The proposed move to the north country has been put on hold until next spring. This photo is about where the 'Retreat' will be relocated - hopefully by early next May. The main house is just out of sight off to the right. The small river is straight ahead and just in view. It should be a great spot to watch all sorts of critters. (Including bears - i'm not sure I'm too keen on them). Grin.
Gizmo is ever alert and ready to scram for home. I must move very slowly and quietly. This has to be the smallest groundhog I have ever seen. But I'm happy he seems to call my backyard home. Being a vegetarian he has a taste for the bird food I put out.
Now I know who was making all the noise under the retreat. It was not a young skunk, but this little groundhog. Though very shy, he (or she) keeps coming back. Yes, I call him (or her) Gizmo. I have no idea why that name seemed to stick - it just did.
Though things were late in starting,the new blooms are doing great. We are still getting ready for our big move. I hope to be able to show you the great place that will be the new home for Rusty's Retreat - deep in the Laurentians, with a small river within feet of the front door.
I seem to be getting a very strange look. She probably wants a change in diet. No peanuts in this particular bird feeder. Though it's illegal to feed any wild critters here - including certain birds - squirrels and raccoons refuse to read the signs on the bird feeders. :-(
Again in the same spot. A new nest has been built. Now we wait and see. This is the third year on top of this spotlight. I think it was the same pair that built their nest two years prior to that on top of a fixture by the front door. This spot is much more private, protected - and safe from just about anything on the ground. Naturally this light is simply never used while the nest is occupied.
The Bleeding Heart is the first up again this year. Though it's in a raised bed on the north side of the house it probably gets some additional warmth from the basement wall. It won't be long before it's in full bloom.
Still quite a bit of snow on the ground, but I heard a couple of Robins today for the first time this year. Otherwise it's a typical April day - chilly and wet. These photos were taken a couple of days ago when it was bright though cold.
I expect I will be seeing more of a few old friends of the raccoon persuation. There is a new skunk in the area. On the small side and quite distinctive as it's tail is totally black.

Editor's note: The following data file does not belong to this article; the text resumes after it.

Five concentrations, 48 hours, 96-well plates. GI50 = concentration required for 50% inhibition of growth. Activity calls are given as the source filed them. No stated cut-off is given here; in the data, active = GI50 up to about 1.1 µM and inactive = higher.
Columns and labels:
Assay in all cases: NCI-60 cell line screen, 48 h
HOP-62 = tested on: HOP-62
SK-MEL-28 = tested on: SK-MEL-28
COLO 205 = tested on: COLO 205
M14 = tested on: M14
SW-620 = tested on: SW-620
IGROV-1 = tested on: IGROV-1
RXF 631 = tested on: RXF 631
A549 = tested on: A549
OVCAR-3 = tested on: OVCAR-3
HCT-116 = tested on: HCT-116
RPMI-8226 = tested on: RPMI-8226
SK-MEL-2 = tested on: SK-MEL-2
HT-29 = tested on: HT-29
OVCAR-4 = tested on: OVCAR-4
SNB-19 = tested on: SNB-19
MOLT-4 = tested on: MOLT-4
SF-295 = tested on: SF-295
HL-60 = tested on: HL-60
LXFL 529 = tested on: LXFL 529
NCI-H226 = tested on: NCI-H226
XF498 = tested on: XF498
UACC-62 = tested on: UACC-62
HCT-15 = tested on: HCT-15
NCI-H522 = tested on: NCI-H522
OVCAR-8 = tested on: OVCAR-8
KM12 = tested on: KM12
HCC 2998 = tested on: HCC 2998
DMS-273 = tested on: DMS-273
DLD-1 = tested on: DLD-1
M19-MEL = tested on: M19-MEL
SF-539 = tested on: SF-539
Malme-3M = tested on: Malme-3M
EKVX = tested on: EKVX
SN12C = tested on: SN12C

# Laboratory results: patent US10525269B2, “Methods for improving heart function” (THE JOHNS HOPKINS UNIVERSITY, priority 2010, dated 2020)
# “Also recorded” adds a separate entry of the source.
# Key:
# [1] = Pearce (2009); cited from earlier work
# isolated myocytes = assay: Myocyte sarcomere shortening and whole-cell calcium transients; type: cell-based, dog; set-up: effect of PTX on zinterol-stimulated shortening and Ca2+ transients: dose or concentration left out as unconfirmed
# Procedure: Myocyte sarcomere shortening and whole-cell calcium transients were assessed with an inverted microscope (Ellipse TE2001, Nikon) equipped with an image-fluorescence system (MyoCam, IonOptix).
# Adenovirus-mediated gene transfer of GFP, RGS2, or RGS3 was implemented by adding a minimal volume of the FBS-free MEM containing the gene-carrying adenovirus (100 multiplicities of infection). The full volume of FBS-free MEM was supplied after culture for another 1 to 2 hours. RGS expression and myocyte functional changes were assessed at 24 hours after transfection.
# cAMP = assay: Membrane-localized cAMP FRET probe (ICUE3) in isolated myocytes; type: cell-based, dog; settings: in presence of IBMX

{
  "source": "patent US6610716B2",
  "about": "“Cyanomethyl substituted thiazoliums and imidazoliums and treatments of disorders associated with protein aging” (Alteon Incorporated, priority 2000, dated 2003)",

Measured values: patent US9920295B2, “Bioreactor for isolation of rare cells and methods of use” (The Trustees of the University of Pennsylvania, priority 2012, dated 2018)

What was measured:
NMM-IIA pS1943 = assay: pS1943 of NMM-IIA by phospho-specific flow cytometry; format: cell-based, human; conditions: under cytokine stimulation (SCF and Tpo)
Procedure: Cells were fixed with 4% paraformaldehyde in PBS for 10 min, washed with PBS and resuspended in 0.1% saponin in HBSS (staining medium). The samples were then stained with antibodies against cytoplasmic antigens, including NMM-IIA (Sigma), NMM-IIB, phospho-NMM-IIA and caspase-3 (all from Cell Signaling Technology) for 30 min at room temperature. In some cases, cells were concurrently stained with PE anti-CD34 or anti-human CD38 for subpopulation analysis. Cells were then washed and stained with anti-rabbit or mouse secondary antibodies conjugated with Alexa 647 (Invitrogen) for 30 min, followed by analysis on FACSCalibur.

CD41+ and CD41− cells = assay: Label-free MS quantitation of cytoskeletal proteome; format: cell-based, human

Well this little plant continues to surprise me. These photos were taken a couple of days ago - and even more blooms have opened since.
I thought I had detected the start of a double crown, but after very close inspection it looks like I was wrong. Anyway, a double crown seldom detracts from a plants flowering capability, though it will destroy the symmetry of the plant.
I’m going to let it continue it’s flowering and repot it later.
No green thumb needed. If I remember correctly I killed two violets many years ago. I was on a third one - which was also looking ratty, when I decided to try putting it under a small desk lamp that was beside my computer. It worked! The plant prospered. Given enough light, and care in watering they will continue to bloom year after year. (Well, you will have to groom and repot but thats a future tale). Grin. The point is - ANYONE can grow these beautiful plants - ah well, almost anyone. They might not do so well if you lived in the artic. ;)
OK, it looks like AV growing is still in my blood. When I was out looking for the size of pot I needed - I stopped to look at the display of African violets in a place where I normally would never buy plants. (Based on finding the plants I bought from them years ago were infested with pests). For the most part the display Was miserable. The plants had been raised in a very cramped environment. They had broken leaves and uneven growth. But one stood out as the two flowers that were open looked very interesting. Lets just say I decided to ‘rescue’ it. Once home I removed a few broken and mangled leaves - setting three into a small pot of rooting medium. I will see how things develop after a month or so. Oh, yes - this plant is classed as a ‘standard’ in size. That is if all goes well it will grow to be about eight inches in diameter.
Once you start growing new plants from leaf cuttings, violets will take over your life, your house, your neighbors and relatives. Violets can make good gifts though not everybody wants to care for a plant that is felt by many to be ‘difficult’.
BE WARNED. (Said from the voice of experience - growing these things IS addictive). ;))) ATB!